A plausible reality that could occur is the displacement of synchronous generators with inverter-based sources on the electric grid, as evidenced by the annual increase in renewable sources for electricity generation and the world government’s incentives to do so.
Nonetheless, as likely as it may be, the current electric power system network is confronted with a number of challenges due to the surrounding landscape.
Let us investigate how the utility grid operates, what inertia means in terms of grid control, and how solar penetration affects the electric network system.
How does Frequency Regulation work?
A steady-state electric grid is one that can deliver safe and consistent power to every load connected, regardless of any disturbance (such as large load changes, partial generation, transmission, or distribution failures). This is the industry standard for delivering dependable electricity service.
In order to accomplish this, utility operators must maintain control over the flow of electricity throughout the grid (real and reactive power). In order to achieve this goal, the operators continuously monitor three variables that determine the state of the grid: voltages, angles, and frequency.
Voltage: This term refers to the level of voltage present at each point on the grid. The voltage level must be monitored by the operator from the most powerful generation point to the last load connected to the service network.
Angles: Because alternating current (AC) is used to transmit energy, all voltages and currents have an angle reference associated with them. Active power is determined by the relationship between angles on the grid, and this is particularly true for active power.
Frequency: As expected, the entire alternating current transmission must be carried out at the same frequency. For example, in the United States, 60 Hz is used, while in Europe, 50 Hz is used.
When these variables are being monitored and controlled, the operator is able to diagnose and regulate the entire grid system, allowing for the implementation of preventative or corrective actions in the event of a potential problem.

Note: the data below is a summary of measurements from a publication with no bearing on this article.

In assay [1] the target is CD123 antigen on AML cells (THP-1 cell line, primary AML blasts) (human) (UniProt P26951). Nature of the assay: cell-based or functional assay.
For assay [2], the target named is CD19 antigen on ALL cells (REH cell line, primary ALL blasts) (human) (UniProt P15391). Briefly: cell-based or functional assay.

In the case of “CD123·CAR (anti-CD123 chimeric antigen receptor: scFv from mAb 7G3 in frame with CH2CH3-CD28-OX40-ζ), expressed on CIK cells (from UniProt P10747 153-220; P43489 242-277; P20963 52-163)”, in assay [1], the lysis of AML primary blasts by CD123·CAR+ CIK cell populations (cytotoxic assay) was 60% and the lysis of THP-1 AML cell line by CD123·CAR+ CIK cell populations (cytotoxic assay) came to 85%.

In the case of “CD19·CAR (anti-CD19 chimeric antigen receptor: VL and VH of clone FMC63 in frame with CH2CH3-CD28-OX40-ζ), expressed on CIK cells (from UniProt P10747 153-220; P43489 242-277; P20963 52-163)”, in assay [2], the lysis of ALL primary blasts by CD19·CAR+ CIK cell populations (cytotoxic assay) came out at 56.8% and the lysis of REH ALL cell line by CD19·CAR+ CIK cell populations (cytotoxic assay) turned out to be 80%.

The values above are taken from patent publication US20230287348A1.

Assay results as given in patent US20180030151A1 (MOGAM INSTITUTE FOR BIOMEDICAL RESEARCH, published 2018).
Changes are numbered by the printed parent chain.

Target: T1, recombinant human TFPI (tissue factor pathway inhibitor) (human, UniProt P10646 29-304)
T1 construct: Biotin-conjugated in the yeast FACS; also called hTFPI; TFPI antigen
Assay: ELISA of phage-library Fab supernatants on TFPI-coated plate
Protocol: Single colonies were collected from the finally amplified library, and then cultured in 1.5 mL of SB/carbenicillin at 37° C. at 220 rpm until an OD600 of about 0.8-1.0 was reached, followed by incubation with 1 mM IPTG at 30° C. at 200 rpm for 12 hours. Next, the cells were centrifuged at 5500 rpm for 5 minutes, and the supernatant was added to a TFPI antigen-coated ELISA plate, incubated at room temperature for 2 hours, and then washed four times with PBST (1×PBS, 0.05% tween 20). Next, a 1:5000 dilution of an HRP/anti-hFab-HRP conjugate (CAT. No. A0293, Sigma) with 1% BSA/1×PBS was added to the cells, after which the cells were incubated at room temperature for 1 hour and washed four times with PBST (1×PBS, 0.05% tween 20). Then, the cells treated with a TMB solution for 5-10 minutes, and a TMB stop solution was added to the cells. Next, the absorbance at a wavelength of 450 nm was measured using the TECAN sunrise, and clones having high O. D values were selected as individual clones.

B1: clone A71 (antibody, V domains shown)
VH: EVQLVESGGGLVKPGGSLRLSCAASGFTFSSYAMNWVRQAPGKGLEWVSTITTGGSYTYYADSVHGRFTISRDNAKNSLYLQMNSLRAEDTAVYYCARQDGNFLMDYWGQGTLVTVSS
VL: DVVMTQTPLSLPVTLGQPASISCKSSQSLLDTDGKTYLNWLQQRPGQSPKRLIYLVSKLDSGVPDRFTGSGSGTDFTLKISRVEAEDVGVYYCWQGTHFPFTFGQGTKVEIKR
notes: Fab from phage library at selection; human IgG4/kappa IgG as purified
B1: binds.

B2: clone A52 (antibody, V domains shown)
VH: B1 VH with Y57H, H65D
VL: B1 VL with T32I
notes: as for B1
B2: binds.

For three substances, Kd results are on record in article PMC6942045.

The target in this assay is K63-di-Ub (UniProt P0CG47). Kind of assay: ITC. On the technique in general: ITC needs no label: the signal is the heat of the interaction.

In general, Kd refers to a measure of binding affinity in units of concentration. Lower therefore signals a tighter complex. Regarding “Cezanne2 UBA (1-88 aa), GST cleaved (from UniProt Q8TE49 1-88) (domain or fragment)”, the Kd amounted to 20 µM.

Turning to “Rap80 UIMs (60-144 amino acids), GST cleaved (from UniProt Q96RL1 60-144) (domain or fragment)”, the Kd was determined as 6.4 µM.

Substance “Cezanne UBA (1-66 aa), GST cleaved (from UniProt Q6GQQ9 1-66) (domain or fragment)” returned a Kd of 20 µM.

Because energy sources work primarily with synchronous or asynchronous generators or rotating generators altogether, the current utility grid was designed and continues to operate on the assumption that this is still the case.
In order to regulate all three variables, rotating machines are controlled by the operators, who are located at the heart of the grid.
The frequency of the grid determines the rotational speed of any electrical rotating equipment connected to the grid, and deviations from the system’s frequency cause many system protections to trip. At the moment, the frequency of the grid is determined by the size of the largest rotating generators on the grid.
Frequency disturbances are caused primarily by an imbalance between the supply of electricity and the demand for electricity from end users. As a result of the inertia of their mechanical rotating parts, the generators are able to react to these variations by delivering or consuming energy, respectively.
If necessary, and up to a certain point, a generator can increase or decrease the speed of its rotor to deliver energy, ensuring that the frequency control of the system is maintained.
While only transitional in nature, this process provides the necessary time for the utility grid operator to implement additional corrective measures in response to the load change.
This is referred to as the primary frequency response (PFR), and it is responsible for the frequency regulation of the entire system. This is a property that solar power does not have in the event of a power outage on the grid.